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The following interview with BICSI president John Payseur is part of an occasional series of profiles on players in the cabling installation and maintenance industry

Jun 1st, 2002
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John Payseur reflects on BICSI's global push

The following interview with BICSI president John Payseur is part of an occasional series of profiles on players in the cabling installation and maintenance industry.

Q. BICSI is in the midst of a new global push for this year. What does BICSI plan to do to reduce membership fees to the point where they become affordable to potential members in some foreign countries?


John Payseur,
BICSI president.
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Payseur: "Our goal is to make BICSI membership and services affordable to members regardless of where they reside. While membership dues will certainly be monitored and adjusted where required, this is not where major costs occur for our members. BICSI training offers our members the chance to gain the education necessary to be successful in today's telecommunication industry. BICSI offers training through both courses and conferences. BICSI's history of charging the same U.S. dollar fees for these services is where I want to focus.

"We will gain the ability to adjust training fees by partnering with training organizations in areas where training demands allow or by finding qualified instructors in these areas and contract with them as BICSI Master Instructors. By using instructors who reside in the same areas where they provide the educations, we will be able to adjust our training fees to match our cost of providing the education. An excellent example is our current situation in Brazil. We are currently working through the details of a contract with an instructor located in Sao Paulo. He will become our Master Instructor. Because he lives in Sao Paulo, his costs for teaching BICSI's courses will be based on the economy of Sao Paulo rather than that of the U.S. This will allow BICSI to provide its courses to its Brazilian members at a local-economy fee. We are actively working on agreements with instructors in other countries as well."

Q. What do you see as the ramifications of a U.S. BICSI membership that is growing at a slower rate than membership in other countries? What does this portend for the industry for the next few years?

Payseur: "BICSI's growth within the US continues to be healthy. With our history of growth in the U.S. over the past 20 years, we have built a membership base of over 16,000 members. With this member base, our percentage of growth has reached a point where our natural growth percentage will be less than in past years.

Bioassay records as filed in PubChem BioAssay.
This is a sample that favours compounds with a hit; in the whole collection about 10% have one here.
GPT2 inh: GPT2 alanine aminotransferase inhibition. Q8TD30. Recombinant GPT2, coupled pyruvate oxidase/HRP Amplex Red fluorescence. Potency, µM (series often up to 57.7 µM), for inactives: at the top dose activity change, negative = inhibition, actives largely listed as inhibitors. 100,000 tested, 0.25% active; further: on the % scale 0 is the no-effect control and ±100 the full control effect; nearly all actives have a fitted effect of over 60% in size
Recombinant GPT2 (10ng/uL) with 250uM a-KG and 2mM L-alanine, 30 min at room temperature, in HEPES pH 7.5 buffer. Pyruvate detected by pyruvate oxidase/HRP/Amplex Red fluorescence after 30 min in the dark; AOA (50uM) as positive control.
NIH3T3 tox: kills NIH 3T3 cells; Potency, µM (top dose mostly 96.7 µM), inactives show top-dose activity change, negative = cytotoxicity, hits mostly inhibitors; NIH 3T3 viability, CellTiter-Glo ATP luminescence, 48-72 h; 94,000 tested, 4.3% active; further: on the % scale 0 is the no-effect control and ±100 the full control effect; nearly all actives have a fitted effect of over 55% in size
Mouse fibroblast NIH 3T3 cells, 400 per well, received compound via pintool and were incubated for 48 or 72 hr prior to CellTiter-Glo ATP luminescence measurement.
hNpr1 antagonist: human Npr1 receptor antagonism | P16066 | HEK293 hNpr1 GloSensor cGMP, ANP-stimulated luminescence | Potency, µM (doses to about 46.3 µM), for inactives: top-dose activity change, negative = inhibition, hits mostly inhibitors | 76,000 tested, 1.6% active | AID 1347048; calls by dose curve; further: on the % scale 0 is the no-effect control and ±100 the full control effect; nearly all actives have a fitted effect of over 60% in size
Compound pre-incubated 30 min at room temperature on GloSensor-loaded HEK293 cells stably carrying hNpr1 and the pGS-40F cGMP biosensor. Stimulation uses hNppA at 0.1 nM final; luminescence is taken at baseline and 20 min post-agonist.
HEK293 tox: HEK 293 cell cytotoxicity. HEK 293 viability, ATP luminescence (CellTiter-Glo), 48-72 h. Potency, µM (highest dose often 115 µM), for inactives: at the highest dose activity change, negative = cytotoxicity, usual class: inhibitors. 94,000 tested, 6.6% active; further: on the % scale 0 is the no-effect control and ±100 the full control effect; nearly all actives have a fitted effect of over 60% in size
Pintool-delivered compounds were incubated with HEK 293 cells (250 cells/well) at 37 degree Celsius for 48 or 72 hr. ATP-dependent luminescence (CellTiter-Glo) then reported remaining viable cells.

"Likewise, when BCISI began to spread its international wings several years ago, BICSI found the world hungry for the same services offered to U.S. and Canadian members for years. The situation provides BICSI with great opportunities for growth outside the U.S. market. BICSI's goals are the same for all its members-provide high-quality non-vendor specific telecommunications education. In meeting that goal, BICSI's efforts can only improve the industry's knowledge and professionalism."

Q. One of your goals is to improve the relationship BICSI has with community and technical colleges on a state-by-state basis. In what ways is there need for improvement here, and what steps will you take toward this goal?

Payseur: "Our telecommunications industry needs qualified entrants. There are very few curriculums available today that prepare a student for the highly technical telecommunications world. BICSI really wants to help in this area. We believe our design and installation curriculums are the best in the industry. Why not make these available to students to prepare them for entry into our industry? BICSI will continue to look for opportunities where community and technical colleges are willing to work with us to develop a program they can implement. We are searching for opportunities for more successes as we have seen in statewide programs in Kentucky and Oklahoma, or community programs such as the Pulling for Progress program, a welfare-to-work program at Hillsborough Community College (Ybor Campus) in Tampa, FL ."

Q. You have said that you want to add a wireless specialty registration to the LAN specialty and Outside Plant Specialty registrations that BICSI now offers. Why do you want to make these changes now?

Payseur: "Each of our registration and specialty programs has been based on member needs and demands. Our members are now saying there is a need of a training curriculum and RCDD specialty based on wireless technology. We agree and have begun looking at the feasibility of such a specialty. The wireless LAN technology is growing. BICSI is the expert in training and registrations associated with the LAN physical media. It only makes sense that when that media is wireless that BICSI be prepared to provide the training and registration to show the industry that our members have the knowledge to design and install wireless."

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